Discussion:
Question about the PLL of Trimble Thunderbold
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Ferran Valdés
2018-10-24 21:02:56 UTC
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Hello everyone ! I am new in here. I got referred to time-nuts by a colleague, and after reading a bit, I think that is the right place for this kind of questions :)

I have in mind a project which consists in synchronizing two or more stable clocks (OCXO) disciplined by GPS.

However, would be great to have the option to disable the GPS on both sides at a given time and to synchronize them in a Master-Slave or directly by means of a protocol they could correct each other and synchronize themselves.

After some research, the Trimble Thunderbold board got my attention, as has everything I need to get the project started.

Before getting a pair of the boards, on the datasheet is explained that one can get the unit on a disconnected state and adjust the ADC which drives the OCXO directly (that’s one of the desired capabilities !).

The question is: does anybody know if the phase difference (input of the PLL) can be read, in order to know how to steer the ADC ??

Alternatively, could you please suggest another board that would fulfil the following?

- GPS can be disabled.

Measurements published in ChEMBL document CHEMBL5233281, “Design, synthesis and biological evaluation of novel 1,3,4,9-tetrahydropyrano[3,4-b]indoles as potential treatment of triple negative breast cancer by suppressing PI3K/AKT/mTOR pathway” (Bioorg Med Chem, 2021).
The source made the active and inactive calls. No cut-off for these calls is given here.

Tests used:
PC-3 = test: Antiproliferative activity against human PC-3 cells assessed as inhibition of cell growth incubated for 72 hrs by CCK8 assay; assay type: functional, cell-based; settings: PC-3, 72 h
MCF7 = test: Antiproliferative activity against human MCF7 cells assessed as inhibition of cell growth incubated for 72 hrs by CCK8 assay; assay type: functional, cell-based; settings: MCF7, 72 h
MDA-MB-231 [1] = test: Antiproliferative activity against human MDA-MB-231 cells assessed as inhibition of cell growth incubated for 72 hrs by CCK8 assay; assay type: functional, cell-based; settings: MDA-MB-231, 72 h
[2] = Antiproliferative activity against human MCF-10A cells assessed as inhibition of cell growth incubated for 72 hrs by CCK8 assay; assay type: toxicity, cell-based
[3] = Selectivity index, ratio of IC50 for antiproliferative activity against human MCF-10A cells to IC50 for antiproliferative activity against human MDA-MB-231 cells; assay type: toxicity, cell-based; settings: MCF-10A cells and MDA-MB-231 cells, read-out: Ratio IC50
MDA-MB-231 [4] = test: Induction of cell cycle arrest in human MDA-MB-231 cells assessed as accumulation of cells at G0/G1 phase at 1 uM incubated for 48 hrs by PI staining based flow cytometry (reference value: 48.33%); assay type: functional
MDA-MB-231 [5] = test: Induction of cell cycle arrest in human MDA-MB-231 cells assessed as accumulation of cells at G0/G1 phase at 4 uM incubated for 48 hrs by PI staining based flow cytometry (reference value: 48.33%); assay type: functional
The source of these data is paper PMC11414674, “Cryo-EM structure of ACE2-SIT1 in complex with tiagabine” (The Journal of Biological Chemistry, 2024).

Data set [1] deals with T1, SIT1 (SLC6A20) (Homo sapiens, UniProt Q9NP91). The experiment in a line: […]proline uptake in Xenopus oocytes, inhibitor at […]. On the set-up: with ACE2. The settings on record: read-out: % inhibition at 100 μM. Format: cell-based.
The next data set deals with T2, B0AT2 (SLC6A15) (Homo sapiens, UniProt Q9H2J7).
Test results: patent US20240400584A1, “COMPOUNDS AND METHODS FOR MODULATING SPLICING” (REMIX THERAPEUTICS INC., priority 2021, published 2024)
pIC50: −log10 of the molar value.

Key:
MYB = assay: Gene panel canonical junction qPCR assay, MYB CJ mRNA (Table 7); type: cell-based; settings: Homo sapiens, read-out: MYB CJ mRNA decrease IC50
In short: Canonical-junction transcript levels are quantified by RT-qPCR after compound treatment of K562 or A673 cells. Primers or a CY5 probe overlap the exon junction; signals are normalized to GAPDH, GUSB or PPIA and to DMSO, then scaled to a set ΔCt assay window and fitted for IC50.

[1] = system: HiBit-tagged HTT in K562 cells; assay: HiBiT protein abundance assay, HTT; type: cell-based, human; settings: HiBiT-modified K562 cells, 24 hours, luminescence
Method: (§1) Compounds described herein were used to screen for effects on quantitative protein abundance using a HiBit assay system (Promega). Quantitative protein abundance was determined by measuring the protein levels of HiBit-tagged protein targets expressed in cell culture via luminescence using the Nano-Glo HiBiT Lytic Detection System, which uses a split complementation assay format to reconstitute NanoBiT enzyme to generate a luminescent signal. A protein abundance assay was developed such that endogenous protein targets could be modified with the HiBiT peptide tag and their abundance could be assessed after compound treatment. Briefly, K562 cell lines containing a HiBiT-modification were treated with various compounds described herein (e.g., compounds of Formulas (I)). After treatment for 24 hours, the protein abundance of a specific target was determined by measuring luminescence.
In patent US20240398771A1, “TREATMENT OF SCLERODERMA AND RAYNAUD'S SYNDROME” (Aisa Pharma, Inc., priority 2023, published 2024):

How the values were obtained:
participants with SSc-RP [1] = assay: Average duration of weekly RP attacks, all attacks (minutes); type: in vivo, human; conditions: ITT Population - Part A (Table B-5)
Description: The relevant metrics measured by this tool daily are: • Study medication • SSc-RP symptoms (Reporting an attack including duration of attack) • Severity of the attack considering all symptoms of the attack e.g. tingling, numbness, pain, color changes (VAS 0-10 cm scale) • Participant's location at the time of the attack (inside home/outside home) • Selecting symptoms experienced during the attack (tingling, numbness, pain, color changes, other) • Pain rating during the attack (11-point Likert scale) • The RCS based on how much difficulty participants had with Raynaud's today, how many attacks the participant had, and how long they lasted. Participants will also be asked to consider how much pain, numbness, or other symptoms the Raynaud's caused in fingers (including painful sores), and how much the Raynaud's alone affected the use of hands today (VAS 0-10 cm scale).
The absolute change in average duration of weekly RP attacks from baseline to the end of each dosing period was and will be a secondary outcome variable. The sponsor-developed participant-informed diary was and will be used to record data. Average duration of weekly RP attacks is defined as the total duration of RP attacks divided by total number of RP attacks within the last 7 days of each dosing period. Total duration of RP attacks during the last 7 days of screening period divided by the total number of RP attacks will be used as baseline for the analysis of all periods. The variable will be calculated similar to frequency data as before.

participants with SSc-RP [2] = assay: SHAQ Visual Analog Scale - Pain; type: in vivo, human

- has a serial com port, so commands can be sent to the unit and information can be retrieved.
- provides 1PPS and 10MHz signals.

Thank you very much for your attention,
Ferran
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Bob kb8tq
2018-10-24 21:54:32 UTC
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Hi

The Thunderbolt actually is not a real good solution if you want to synchronize to something other than GPS. It
depends on direct phase data from its internal GPS chip set to do the GPSDO magic. A board that has a PPS
signal between the GPS and “PLL” probably is a better way to go.

Even with a board that has a PPS internally, it’s not going to like an abrupt phase change between GPS and “something
else”. It needs some customization of the firmware to handle this kind of transition. That makes your project more of a
“from scratch” kind of thing ….

Bob
Post by Ferran Valdés
Hello everyone ! I am new in here. I got referred to time-nuts by a colleague, and after reading a bit, I think that is the right place for this kind of questions :)
I have in mind a project which consists in synchronizing two or more stable clocks (OCXO) disciplined by GPS.
However, would be great to have the option to disable the GPS on both sides at a given time and to synchronize them in a Master-Slave or directly by means of a protocol they could correct each other and synchronize themselves.
After some research, the Trimble Thunderbold board got my attention, as has everything I need to get the project started.
Before getting a pair of the boards, on the datasheet is explained that one can get the unit on a disconnected state and adjust the ADC which drives the OCXO directly (that’s one of the desired capabilities !).
The question is: does anybody know if the phase difference (input of the PLL) can be read, in order to know how to steer the ADC ??